Windy January leaves drivers fuming at third Orwell Bridge closure

The Orwell Bridge has closed for over four hours today. Picture: SARAH LUCY BROWN

The Orwell Bridge has closed for over four hours today. Picture: SARAH LUCY BROWN

Drivers and businesses in and around Ipswich were left frustrated again as the Orwell Bridge closed for the third time in 2018.

Highways England closed the bridge between 10am and 2pm as winds were recorded gusting up to 60mph at the top of the structure.

It was the second closure in a week and the fourth of the winter – the bridge was shut overnight in November as wind speeds rose. At least this time the closure did not affect rush-hour traffic.

Each time it has closed Highways England insisted it had to be shut on safety grounds – and statistics from Norwich-based Weatherquest suggest January has been a very windy month.

Before yesterday there had been two days in 2018 when wind speeds had exceeded 60mph in East Anglia. In the whole of 2017 that figure was exceeded only three times. The bridge was only shut once because of high winds last year in November – and that was between 10pm and 5.30am so disruption was minimal.

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Looking further back the disruption to the bridge was less – between January 2011 and September 2016 it was only closed by bad weather a total of five times.

A spokesman for Highways England said: “We have used the same forecasting and the same criteria. There have simply been more occasions where the wind has reached the safety threshold.”

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He said the agency was anxious to avoid closing the bridge if at all possible but the safety of drivers had to be paramount.

The closures of the bridge have prompted concern within the Ipswich business community – and are set to be brought up at a meeting between the Suffolk Chamber of Commerce and Highways England that has been scheduled for Friday.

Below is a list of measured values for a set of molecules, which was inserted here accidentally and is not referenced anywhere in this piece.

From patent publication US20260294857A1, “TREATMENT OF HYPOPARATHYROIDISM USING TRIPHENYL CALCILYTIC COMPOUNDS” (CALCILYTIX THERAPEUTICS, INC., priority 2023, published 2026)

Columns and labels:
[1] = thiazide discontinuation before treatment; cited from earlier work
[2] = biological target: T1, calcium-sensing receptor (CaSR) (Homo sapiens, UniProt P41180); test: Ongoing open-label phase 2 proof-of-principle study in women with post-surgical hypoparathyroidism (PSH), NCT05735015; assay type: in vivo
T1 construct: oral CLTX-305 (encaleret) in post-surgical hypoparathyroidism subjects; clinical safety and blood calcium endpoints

Chamber marketing manager Paul Simon said: “This hat-trick of Orwell Bridge closures in the first few weeks of 2018 makes this a national issue that can no longer be ignored.

“Highways England MUST bring forward their plans to separate high-sided vehicles from others when the bridge is closed in order to mitigate the full frontal impact on Ipswich and the areas around.

“We are meeting with Highways England on Friday at the next No More A14 Delays in Suffolk Strategy Board and will be repeating our call for solutions to be delivered by them to address this mounting problem.”

The managing director and founder of one of Suffolk’s most successful logistics and warehousing firms has praised the flexibility of the county’s businesses after three closures of the Orwell Bridge in as many weeks.

Steve Britt, who founded Debenham-based Anchor Storage with his father in 1987, has totalled up the costs of delayed deliveries and additional storage costs from this year’s closures and puts them at tens of thousands of pounds to his business and that of his clients.

He said “The real story of these closures is way in which local businesses, including our own, has adapted and thought ahead both to minimise losses and not to put additional pressure on Ipswich’s roads.

“The Port of Felixstowe has perfected its procedures ahead of the types of weather likely to trigger Highways England to close the Bridge and ensures that vehicle bookings for either the collection or delivery of cargo containers are restricted to minimise congestion at the port.

“Equally, local hauliers have become smarter at making their deliveries at different times of the day and night to ensure they are not caught up in gridlocked roads.”

He said Anchor Storage’s own approach has also become even more flexible including the laying on of early and/or late shifts to ensure that delayed shipments can still be received or dispatched when congestion eases.

“We all need Highways England to show the same level of imagination and forward planning and as a matter of urgency implement a separation system for high-sided vehicles and earlier use of traffic message boards on both the A14 and A12 leading into Ipswich.

“If the private sector can adapt and change its ways of working, it worries me that Highways England seems both slow and reluctant to do so.”

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